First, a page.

SERAP sues Fashola over power privatisation

SERAP sues Fashola over power privatisation

- SERAP filed the lawsuit after it had given Fashola 14 days to make the process public in line with the Freedom of Information, but he didn't

- The group says it wants the privatisation process to be made public in order to enlighten Nigerians on what took place

- It also wants to know if the spending for the privatisation came from the budget of the ministry or elsewhere

Nigeria's Minister of Power, Works and Housing Babatunde Fashola has been dragged before a Federal High Court in Lagos by a rights group SERAP for not revealing the details behind privatisation process in the power sector.

SERAP wants the minister to account for spending in the privatisation in the sector and reveal source or sources of the funds.

The group confirmed the lawsuit in a statement signed by its deputy director Timothy Adewale and sent to NAIJ.com.

It explained why the minister must explain himself in court after failing to provide the information in 14 days following a request in line with the Freedom of Information act.

The statement read:

"Socio-Economic Rights and Accountability Project (SERAP) has sued the Minister of Power, Works and Housing Mr Babatunde Fashola SAN over “failure to account for the spending on the privatisation of the electricity sector and the exact amount of post-privatisation spending on generation companies (GENCOS), distribution companies (DISCOS) and Transmission Company of Nigeria to date, and to explain if such spending came from budgetary allocations or other sources.”

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"In the suit number FHC/L/CS/972/18 filed last week at the Federal High Court, Ikoyi, Lagos, SERAP is seeking “an order for leave to apply for judicial review and an order of mandamus directing and/or compelling Mr Fashola to provide specific details on the privatization of the electricity sector, the names of all the companies and individuals involved; and to publish widely including on a dedicated website any such information.”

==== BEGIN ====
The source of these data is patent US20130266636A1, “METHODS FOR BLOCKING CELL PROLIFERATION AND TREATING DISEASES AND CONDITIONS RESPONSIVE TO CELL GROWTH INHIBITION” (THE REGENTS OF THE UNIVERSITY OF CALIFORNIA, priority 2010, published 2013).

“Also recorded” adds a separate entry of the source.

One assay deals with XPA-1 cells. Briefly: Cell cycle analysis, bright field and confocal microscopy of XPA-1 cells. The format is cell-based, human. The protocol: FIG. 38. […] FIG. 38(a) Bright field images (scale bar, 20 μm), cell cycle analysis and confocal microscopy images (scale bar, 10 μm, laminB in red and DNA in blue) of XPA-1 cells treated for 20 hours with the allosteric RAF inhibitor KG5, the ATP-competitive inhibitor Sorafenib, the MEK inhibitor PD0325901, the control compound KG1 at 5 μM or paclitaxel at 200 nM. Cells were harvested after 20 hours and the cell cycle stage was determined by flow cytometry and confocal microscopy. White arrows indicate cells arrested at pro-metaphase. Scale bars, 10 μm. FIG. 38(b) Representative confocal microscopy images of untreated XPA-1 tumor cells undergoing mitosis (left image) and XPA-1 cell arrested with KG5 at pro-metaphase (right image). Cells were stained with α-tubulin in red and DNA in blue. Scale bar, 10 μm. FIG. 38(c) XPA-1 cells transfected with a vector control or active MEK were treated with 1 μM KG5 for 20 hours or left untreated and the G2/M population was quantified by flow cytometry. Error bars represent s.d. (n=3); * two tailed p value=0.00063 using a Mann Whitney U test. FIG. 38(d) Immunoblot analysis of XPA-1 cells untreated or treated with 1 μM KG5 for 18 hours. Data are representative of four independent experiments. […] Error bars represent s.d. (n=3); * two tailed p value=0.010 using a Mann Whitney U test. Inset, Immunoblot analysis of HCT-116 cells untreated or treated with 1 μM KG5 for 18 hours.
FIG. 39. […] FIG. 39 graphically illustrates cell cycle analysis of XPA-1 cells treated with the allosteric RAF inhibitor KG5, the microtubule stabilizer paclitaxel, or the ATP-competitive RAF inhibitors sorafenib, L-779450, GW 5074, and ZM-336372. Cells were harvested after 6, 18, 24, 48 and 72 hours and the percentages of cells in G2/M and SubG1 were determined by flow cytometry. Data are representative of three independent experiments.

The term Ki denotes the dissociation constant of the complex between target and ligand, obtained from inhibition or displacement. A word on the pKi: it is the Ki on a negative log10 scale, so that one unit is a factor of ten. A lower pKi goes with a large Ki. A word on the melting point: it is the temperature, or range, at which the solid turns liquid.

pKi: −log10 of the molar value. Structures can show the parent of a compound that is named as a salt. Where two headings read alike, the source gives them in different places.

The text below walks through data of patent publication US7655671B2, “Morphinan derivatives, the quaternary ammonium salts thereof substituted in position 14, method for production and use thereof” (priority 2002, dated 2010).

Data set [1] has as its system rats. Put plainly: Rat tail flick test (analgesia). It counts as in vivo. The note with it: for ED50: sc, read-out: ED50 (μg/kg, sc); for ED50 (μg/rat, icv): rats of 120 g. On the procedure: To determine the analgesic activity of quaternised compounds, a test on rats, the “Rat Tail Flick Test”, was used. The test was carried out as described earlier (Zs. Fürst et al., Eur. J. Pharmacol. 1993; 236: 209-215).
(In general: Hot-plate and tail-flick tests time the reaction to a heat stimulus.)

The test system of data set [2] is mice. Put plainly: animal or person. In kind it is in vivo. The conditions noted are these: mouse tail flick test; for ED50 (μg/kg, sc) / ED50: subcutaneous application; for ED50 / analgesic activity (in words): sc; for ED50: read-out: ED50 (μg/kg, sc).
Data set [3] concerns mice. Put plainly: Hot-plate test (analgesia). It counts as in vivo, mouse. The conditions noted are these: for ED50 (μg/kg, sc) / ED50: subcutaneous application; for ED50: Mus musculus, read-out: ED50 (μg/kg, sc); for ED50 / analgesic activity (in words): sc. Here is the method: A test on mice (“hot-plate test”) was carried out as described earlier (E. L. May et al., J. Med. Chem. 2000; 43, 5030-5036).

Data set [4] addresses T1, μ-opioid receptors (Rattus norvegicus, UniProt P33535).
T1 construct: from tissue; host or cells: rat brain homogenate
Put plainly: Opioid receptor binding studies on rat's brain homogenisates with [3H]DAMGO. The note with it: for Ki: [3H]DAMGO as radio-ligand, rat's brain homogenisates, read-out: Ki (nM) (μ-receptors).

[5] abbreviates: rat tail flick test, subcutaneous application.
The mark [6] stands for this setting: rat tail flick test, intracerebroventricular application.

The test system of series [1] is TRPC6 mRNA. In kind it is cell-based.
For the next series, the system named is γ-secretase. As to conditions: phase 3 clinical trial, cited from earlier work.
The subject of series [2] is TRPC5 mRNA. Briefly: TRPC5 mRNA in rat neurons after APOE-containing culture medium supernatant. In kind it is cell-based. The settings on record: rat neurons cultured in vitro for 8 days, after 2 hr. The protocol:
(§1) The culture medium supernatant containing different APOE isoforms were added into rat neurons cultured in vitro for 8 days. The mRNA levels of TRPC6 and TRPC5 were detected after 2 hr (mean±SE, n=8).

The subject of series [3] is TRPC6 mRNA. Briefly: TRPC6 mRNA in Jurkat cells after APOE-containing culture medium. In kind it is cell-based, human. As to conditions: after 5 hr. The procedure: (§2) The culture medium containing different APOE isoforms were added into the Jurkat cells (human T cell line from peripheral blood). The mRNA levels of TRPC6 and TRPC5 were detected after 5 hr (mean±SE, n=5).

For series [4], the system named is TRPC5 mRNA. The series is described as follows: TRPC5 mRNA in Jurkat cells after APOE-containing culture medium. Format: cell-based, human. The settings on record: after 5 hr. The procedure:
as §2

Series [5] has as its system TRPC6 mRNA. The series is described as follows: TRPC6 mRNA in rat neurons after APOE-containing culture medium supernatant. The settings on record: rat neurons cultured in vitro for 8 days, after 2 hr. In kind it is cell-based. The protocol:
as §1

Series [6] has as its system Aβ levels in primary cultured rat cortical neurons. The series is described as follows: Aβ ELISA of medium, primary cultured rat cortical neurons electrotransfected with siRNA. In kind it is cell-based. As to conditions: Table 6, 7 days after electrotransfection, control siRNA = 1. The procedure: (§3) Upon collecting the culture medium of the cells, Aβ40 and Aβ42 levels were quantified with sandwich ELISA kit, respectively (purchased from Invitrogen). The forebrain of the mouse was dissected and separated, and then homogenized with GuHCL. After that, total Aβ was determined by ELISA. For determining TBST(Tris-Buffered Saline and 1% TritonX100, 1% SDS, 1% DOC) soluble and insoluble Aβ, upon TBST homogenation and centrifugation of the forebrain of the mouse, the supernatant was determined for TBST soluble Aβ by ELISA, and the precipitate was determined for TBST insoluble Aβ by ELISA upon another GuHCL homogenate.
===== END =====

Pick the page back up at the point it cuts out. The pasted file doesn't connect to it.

"The suit followed SERAP’s Freedom of Information request dated 7 May 2018 to Mr Fashola giving him 14 days to provide “information on the status of implementation of the 25-year national energy development plan, and whether the Code of Ethics of the privatization process which bars staff of the Bureau of Public Enterprises (BPE) and members of the National Council on Privatization (NCP) from buying shares in companies being privatized were deliberately flouted.”

The suit filed on behalf of SERAP by its counsel, Ms. Bamisope Adeyanju read in part:

“Publishing the information requested and making it widely available to the public would serve the public interest and provide insights relevant to the public debate on the ongoing efforts to prevent and combat a culture of mismanagement of public funds, corruption and impunity of perpetrators.

“Most of the companies that won the bids had no prior experience in the power sector and little or no capacity at all to manage the sector. The privatization of the Power Holding Company of Nigeria (PHCN) have yielded the country total darkness. The gains of privatization have been lost through alleged corruption, manipulation of rules and disregard to extant laws and lack of transparency in the exercise.

“To further highlight the seriousness of the situation, several years after the country’s power sector was privatized, millions of Nigerian households particularly the socially and economically vulnerable sectors of the population continue to complain about outrageous bills for electricity not consumed, and poor power supply from distribution firms. Millions of Nigerians continue to be exploited through the use of patently illegal estimated billing by DISCOs. One wonders the essence of the privatization if there has been no corresponding improvement in power for Nigerians.”

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“Enforcing the right to truth would allow Nigerians to gain access to information essential to the fight against corruption and provide a form of reparation to victims of grand corruption in the power sector. The UN Committee on Economic, Social and Cultural Rights in its General Comment 3 has implied that privatization process should not be detrimental to the effective realization of all human rights, including access to regular electricity supply.

“SERAP has the right to request the information under contention on the basis of several provisions of the Freedom of Information (FOI) Act, 2011. By Section (1) of the FoI Act, SERAP is entitled as of right to request for or gain access to information, including information on post-privatization spending by the Federal Government and accounts of spending on the private entities such as GENCOS and DISCOS.”

Meanwhile, NAIJ.com reported earlier that the national power grid reportedly collapsed on Saturday, June 16, plunging the whole country into total darkness.

All the nation’s power plants were reportedly shut down following the system collapse.

A top executive of one of the nation’s electricity distribution companies who spoke on the condition of anonymity confirmed the reported collapse of the power grid.

Source: Naija.ng

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